I learned German for the last 1.5 years, passed the exam, and am planning to have my exchange there the next year. Therefore, a summer practical training in Germany was a logical step for me: not only my German can be improved and polished, but also new experiences can be gained. Moreover, this work turned out to be a completely new sphere for me since I have never worked before in the hotel business. I planned to work in Hotel Schloss Wolfsbrunnen, a hotel made from a 20th-century castle in a little village in the center of Germany.
After a long and rather difficult managing of all the needed documents, I moved from Finland to Germany taking 3-4 days to do so. I lived in one of the hotel rooms and started to work one day after I arrived and did breakfast with my coworker. It was interesting to see the other side of the hotel since till then I only saw it as a guest. It turned out to be way harder than one sees as a guest to wake up so early and greet a lot of people with a smile and constantly pay attention if someone needs something. I started later also to serve big celebrations together with all service team. Among those were mostly weddings and birthdays. Moreover, afterward, I began to work in housekeeping as well with the main tasks of cleaning rooms and public places. One has to remember so many things: which places should be cleaned, what rooms should be done first, what things should be brought in each room, how everything should be placed, and a lot of other information. Apart from it, after 2-3 weeks I started to do breakfasts alone. It was a big responsibility, and some days were harder than others depending on the number of people coming. The work is hard both physically and mentally, but I think people who truly love to interact and communicate a lot, who love order and cleanliness, and who are interested in providing service to people for their good stay, will like this job.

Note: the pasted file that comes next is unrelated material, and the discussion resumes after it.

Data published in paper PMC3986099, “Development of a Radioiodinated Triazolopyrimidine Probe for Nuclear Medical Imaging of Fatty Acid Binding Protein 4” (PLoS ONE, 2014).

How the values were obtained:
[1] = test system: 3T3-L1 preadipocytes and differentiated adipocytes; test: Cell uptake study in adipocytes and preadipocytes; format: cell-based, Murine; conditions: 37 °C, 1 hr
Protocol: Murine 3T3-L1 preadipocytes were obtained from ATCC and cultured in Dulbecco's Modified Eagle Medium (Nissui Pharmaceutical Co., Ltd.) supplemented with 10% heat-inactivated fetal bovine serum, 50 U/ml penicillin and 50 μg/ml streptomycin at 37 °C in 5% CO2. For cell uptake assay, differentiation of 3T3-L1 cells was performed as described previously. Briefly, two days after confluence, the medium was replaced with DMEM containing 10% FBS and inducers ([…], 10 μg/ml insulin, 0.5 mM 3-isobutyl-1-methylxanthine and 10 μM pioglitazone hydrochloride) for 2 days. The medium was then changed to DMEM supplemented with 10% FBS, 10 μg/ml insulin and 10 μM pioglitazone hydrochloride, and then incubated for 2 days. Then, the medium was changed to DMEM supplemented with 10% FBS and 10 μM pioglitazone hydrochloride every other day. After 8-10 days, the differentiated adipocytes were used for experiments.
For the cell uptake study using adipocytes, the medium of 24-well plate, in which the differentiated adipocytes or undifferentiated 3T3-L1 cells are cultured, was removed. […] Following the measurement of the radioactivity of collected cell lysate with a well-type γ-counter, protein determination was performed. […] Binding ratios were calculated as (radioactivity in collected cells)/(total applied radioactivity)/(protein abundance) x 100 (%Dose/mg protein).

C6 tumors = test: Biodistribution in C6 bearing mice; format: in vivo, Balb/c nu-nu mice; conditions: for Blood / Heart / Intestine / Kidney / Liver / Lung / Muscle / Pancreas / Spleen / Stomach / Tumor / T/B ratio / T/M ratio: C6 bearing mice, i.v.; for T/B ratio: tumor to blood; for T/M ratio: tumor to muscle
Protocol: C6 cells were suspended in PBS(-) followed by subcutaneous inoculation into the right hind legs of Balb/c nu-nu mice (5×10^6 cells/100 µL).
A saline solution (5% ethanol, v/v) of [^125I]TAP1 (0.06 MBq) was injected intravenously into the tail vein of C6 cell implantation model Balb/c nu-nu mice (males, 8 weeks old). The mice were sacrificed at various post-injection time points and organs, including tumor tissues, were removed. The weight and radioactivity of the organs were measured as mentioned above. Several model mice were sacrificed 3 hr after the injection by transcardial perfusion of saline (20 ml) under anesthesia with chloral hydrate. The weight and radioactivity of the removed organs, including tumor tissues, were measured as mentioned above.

I had to finish my practical training earlier than planned because of health reasons, but, in general, I can say that I learned a lot of new things about the hotel industry in terms of service, gastronomy, and housekeeping. Besides, I am and will never be the same hotel or restaurant guest as I was before. Remembering how much energy and effort this work asks, you cannot be calm while seeing people working in these spheres, and you want unconsciously to help them even if it means just leaving the room clean or putting plates for a waiter to take it comfortably. Moreover, my German improved and polished a lot since every day I had to speak it. I am not sure that I want to work again in this industry in the future, but it was a very valuable experience for my studies and me.
Author: Elizaveta Bronitsyna,